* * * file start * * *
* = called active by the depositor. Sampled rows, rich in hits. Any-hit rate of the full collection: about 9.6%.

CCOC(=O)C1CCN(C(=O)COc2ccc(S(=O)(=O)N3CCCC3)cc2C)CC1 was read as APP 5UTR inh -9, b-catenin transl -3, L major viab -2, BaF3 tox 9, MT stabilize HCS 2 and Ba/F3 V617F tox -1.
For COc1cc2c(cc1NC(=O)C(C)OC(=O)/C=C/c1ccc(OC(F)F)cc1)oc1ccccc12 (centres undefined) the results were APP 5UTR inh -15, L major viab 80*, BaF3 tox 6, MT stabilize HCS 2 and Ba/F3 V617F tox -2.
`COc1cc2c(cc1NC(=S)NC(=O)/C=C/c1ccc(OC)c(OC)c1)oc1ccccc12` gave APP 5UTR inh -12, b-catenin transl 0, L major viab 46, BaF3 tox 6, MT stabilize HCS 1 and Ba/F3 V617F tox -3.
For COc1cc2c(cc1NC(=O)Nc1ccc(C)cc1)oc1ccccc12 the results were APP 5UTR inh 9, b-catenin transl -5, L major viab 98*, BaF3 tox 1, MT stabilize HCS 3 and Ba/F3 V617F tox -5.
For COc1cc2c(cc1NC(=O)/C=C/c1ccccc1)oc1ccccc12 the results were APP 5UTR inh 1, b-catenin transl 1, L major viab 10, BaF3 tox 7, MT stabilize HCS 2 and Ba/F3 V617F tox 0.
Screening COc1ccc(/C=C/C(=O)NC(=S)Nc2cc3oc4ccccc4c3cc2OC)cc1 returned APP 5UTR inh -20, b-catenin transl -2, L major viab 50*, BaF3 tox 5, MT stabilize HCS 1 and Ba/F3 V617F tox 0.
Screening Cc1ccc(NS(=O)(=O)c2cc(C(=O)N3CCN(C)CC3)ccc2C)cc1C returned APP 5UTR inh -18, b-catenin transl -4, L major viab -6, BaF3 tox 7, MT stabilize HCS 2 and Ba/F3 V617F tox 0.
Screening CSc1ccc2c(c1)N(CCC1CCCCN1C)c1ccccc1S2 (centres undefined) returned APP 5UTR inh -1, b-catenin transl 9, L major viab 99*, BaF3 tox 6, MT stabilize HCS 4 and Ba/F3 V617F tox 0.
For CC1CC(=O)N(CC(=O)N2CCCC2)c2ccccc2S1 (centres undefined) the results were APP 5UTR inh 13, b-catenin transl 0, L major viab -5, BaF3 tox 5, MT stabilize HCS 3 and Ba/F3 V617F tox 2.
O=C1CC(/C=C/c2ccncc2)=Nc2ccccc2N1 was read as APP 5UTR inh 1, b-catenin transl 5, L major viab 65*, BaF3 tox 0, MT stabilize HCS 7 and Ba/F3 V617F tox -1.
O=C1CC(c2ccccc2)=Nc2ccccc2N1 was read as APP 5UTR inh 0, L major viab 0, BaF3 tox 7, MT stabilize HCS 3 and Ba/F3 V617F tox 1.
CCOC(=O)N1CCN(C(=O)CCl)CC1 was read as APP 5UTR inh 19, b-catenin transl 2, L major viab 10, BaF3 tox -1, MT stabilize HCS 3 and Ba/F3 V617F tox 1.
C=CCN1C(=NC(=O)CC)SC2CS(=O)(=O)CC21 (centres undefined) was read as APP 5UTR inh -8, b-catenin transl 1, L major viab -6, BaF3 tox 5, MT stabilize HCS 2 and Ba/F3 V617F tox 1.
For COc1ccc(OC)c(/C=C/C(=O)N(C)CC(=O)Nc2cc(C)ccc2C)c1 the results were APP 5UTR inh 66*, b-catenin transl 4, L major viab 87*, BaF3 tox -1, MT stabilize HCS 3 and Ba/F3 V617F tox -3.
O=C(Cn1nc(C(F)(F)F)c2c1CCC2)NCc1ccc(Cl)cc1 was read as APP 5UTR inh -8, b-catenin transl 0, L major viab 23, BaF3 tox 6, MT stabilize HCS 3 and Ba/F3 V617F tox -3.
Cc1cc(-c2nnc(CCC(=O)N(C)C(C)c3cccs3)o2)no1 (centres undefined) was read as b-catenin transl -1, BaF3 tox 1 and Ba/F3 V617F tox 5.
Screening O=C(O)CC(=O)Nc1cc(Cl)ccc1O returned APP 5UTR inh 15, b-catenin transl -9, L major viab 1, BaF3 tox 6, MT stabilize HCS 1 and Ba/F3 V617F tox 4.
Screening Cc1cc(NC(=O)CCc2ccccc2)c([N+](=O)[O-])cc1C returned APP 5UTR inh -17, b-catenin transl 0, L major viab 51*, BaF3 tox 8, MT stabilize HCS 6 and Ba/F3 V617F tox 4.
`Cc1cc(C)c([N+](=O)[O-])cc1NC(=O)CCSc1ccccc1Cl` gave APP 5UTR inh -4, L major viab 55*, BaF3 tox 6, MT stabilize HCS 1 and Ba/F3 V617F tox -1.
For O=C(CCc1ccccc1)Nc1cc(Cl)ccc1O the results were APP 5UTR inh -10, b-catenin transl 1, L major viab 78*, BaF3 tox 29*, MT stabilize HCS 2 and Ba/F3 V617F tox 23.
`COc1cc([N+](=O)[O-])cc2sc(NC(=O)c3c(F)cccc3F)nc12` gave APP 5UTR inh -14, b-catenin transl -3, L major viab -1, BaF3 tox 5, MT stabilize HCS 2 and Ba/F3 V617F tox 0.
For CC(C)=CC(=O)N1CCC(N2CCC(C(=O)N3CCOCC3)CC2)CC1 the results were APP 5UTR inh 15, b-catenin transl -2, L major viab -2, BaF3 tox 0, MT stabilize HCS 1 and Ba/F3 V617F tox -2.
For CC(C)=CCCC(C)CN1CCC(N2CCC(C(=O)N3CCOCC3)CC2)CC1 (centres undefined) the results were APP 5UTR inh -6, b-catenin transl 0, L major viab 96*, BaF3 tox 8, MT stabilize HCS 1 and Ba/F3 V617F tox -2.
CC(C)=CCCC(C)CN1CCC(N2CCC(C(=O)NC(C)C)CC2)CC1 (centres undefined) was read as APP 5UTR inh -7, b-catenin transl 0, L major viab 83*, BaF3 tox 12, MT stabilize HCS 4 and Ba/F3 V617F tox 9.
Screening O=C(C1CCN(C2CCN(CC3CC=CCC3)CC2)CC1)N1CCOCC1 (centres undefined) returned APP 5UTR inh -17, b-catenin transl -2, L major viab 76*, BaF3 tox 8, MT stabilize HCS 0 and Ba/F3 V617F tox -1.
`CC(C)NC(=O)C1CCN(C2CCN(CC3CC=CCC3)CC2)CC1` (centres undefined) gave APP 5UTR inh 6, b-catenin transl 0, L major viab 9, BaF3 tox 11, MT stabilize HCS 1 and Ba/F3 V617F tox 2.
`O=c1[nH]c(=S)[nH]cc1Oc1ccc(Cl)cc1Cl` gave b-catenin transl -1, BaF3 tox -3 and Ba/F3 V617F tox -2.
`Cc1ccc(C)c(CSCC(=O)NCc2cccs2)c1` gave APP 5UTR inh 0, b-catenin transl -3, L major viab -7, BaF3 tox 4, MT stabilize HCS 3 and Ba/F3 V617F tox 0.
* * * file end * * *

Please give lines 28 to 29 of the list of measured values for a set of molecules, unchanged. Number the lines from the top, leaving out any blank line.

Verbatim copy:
`O=c1[nH]c(=S)[nH]cc1Oc1ccc(Cl)cc1Cl` gave b-catenin transl -1, BaF3 tox -3 and Ba/F3 V617F tox -2.
`Cc1ccc(C)c(CSCC(=O)NCc2cccs2)c1` gave APP 5UTR inh 0, b-catenin transl -3, L major viab -7, BaF3 tox 4, MT stabilize HCS 3 and Ba/F3 V617F tox 0.